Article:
A slightly more subtantial, and tunable QRP transciever, the QRP Lab QCX kit, is rather well-underway: And I've come to the conclusion that I should really improve my interior project bench. All in due time, of course.
My soldering is improving. This is a DSO 138 Oscilloscope that I assembled from a provided combination of discrete parts. The purveyors only ensured two required SMD* chips were factory-attached. At the US$22 entry price, including the housing, it was a fun and affordable project. If you take one of these on as a project, … Continue reading Getting a bit more challenging…
The latest assembly from Casa de Juan; A zap-o-matic? A high-precision random-number generator? A molecular stun-gun? a 50-Ohm dummy load for testing transmitters up to 20w output to minimize the risk of transmitting a signal; and burning up a transmitter while not hooked up to an antenna It's effectively a sandwitch of small PCBs surrounding … Continue reading What in the hell could it possibly be???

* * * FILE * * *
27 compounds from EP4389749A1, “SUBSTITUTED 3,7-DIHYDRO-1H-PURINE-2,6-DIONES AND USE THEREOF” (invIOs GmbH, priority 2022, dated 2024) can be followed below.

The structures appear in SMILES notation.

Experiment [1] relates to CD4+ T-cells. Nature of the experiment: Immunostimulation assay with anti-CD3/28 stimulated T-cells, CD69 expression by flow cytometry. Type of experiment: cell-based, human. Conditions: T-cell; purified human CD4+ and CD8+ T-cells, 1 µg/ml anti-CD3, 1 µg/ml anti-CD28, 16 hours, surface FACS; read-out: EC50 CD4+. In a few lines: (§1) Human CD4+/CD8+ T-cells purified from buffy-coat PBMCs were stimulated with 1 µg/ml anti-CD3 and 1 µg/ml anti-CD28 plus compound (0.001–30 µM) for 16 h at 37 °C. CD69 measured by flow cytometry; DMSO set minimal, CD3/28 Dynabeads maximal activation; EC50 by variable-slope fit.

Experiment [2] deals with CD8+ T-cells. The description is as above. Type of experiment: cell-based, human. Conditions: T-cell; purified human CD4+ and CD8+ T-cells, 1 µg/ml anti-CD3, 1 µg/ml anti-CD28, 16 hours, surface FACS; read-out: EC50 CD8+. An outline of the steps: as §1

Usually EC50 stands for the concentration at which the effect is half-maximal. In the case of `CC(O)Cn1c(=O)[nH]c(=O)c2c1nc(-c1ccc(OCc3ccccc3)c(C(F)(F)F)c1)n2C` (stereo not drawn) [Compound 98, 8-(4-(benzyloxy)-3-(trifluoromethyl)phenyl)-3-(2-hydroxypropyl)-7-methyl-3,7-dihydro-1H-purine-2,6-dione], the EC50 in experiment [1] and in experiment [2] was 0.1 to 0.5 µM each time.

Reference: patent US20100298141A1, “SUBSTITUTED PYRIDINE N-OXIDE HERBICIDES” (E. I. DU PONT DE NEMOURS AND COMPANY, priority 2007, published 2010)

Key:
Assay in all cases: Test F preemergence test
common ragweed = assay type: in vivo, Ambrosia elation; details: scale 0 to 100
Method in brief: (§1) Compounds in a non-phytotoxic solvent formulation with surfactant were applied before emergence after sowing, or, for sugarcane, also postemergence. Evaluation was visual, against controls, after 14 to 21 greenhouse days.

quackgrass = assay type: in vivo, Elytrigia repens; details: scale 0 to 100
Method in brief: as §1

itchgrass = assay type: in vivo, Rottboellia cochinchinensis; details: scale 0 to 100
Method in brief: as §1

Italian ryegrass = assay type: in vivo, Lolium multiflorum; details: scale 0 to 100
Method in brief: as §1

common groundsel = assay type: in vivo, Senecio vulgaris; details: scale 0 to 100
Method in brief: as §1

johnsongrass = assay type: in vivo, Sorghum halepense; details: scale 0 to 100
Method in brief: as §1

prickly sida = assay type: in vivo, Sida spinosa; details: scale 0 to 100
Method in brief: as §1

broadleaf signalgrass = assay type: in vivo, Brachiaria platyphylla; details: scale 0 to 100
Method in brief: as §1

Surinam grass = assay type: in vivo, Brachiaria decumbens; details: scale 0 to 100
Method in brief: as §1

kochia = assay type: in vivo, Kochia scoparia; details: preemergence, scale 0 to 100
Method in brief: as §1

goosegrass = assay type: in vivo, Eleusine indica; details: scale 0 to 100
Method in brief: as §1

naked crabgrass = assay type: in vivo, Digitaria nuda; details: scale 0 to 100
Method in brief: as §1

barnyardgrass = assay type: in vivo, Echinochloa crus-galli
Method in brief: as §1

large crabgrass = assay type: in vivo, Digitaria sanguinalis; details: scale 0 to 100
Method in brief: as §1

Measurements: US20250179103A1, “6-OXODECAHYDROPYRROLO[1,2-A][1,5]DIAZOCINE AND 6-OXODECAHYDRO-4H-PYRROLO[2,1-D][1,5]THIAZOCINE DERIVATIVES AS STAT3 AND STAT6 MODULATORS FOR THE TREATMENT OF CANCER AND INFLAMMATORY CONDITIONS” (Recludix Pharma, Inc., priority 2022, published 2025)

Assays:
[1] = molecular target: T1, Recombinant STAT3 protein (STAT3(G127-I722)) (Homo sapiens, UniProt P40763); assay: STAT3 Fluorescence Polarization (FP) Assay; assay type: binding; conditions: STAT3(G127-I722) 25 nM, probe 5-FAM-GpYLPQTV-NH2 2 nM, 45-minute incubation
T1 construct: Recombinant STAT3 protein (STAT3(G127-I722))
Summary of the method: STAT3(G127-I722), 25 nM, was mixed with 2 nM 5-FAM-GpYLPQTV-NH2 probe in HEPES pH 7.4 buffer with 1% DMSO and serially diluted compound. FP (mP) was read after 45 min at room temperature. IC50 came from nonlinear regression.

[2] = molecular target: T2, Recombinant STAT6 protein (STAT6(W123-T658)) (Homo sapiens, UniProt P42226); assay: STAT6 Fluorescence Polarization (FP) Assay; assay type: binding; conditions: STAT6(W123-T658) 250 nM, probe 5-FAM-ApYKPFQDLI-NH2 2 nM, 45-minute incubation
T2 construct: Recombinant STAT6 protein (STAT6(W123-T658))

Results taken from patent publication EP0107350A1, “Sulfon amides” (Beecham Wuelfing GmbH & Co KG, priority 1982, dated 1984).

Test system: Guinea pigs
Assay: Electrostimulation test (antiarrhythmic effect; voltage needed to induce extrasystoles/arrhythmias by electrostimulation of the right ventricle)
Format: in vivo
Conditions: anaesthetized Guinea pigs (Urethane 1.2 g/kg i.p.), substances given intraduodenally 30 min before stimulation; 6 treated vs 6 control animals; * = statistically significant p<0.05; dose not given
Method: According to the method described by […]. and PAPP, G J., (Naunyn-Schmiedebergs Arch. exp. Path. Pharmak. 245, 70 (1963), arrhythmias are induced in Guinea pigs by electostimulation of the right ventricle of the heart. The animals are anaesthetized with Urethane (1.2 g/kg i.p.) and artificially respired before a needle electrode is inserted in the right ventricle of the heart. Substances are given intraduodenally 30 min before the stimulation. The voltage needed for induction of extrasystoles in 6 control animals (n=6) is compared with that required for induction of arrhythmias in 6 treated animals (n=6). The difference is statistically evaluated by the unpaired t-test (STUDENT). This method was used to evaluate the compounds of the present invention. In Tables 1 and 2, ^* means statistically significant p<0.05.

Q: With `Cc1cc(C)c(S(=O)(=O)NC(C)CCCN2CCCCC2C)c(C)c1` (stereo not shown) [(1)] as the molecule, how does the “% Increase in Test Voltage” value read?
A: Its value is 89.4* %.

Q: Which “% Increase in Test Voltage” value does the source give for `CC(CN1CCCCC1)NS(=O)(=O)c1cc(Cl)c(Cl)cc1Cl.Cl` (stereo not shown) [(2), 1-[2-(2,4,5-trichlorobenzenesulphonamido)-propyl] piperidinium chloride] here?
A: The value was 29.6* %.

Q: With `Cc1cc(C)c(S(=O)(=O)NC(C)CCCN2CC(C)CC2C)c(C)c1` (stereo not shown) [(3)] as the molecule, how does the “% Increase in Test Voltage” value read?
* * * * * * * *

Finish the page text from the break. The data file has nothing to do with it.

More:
The transceiver is fitted to the Altoids tin, and there's sufficient space to include a battery as well. I'll need to fit the removable jack for the antenna, and wiring harness for the battery, but I think it's turned out rather well so far.
Apart from an astoundingly simple audio alarm and several car stereo installs, I've never built any actual electronic devices. So I'm actually rather impressed that I managed to cobble together a Pixie_4.1 from parts and with only a schematic and some rather worthless Chinese-language only instructions: It even works, as well. I'm sure nobody was … Continue reading It’s Working!
Warning: Ham Radio content ahead:Do these new FCC restrictions and adjustments to the 60m band mean that I'll have to find a way to get my FT817 reprogrammed? Would it be covered by warranty?